For those of you earning over £100,000 this tax year, remember that for every £2 of income earned over £100,000 an individual loses £1 of their personal allowance until they have no allowance left.
This makes the effective rate of tax 60% on income between £100,000 and £120,000 for 2014/15. (40% tax on the £2 (80p) plus 40% tax on the lost £1 allowance (40p) = £1.20 tax on £2).
So when your income is over £120,000 all the personal allowance is lost as this is double the personal allowance.
The measure of £100,000 is the ‘adjusted net income’. Broadly, this is total taxable income less certain deductions e.g. gift aid donations and gross personal pension contributions.
You can get your adjusted net income back down below the £100,000 if you can make a lump sum pension contribution of a suitable size:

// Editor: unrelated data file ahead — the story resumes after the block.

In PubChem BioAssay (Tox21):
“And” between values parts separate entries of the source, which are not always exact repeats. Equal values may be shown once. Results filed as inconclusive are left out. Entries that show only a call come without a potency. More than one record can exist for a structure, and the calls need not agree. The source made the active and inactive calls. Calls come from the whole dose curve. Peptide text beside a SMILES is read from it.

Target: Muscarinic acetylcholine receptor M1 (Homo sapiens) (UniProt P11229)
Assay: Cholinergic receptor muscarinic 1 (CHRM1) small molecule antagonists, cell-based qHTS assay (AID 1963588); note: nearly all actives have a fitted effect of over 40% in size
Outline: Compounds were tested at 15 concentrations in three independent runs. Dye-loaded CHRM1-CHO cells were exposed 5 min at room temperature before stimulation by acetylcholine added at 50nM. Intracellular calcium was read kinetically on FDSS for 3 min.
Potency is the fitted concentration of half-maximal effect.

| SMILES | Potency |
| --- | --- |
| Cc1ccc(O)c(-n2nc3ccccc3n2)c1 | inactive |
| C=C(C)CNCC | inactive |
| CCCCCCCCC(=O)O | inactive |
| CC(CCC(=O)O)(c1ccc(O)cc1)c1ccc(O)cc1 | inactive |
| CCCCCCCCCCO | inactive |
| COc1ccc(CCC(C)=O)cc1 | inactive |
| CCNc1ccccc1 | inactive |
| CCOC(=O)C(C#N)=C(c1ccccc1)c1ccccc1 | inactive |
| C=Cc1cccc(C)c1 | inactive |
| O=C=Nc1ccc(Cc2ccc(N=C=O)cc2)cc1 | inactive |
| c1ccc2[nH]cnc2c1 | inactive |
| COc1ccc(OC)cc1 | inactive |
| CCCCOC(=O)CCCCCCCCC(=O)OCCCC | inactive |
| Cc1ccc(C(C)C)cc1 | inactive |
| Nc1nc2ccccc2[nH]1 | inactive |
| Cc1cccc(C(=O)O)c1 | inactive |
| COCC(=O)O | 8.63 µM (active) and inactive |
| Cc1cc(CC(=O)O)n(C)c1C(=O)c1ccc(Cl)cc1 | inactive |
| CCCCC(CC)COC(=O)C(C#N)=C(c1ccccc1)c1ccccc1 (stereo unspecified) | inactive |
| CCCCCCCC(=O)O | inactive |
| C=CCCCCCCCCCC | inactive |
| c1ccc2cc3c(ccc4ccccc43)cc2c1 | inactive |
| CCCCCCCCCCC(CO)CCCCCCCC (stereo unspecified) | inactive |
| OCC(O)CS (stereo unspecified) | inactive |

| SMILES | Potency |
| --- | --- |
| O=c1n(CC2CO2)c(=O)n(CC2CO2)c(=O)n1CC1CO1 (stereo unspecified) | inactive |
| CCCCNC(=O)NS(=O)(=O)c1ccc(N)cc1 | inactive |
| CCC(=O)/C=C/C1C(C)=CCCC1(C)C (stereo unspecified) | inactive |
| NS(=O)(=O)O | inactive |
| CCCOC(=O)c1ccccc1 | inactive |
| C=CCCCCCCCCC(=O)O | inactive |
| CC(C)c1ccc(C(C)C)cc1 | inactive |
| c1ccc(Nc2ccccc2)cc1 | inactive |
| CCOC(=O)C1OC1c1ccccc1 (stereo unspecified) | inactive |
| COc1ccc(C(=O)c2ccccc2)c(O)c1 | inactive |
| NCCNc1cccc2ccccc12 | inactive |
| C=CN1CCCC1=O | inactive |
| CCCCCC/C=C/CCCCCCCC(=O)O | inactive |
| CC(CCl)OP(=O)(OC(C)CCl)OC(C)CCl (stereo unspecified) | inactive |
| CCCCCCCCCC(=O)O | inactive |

- Identify total income for personal allowance purposes i.e. adjusted net income
- Calculate excess over £100,000 limit
- Calculate contribution to reduce adjusted net income to £100,000
- Make the personal pension contribution in the tax year in which the personal allowance is lost.
Mr Savvy has income of £110,000 so has lost some of his personal allowance. A personal pension contribution of £8,000 net, £10,000 gross is made.
So, the contribution has the dual impact of increasing the amount of tax free income through the reclaimed allowance as well as pushing out the basic rate band.
For a resulting net spend of £4,000 Mr Savvy has reduced his tax bill by £6,000 and generated a £10,000 into his pension pot.
The contribution of £10,000 has saved £4,000 in tax and received relief in the pension of £2,000 – an effective rate of tax relief of 60%!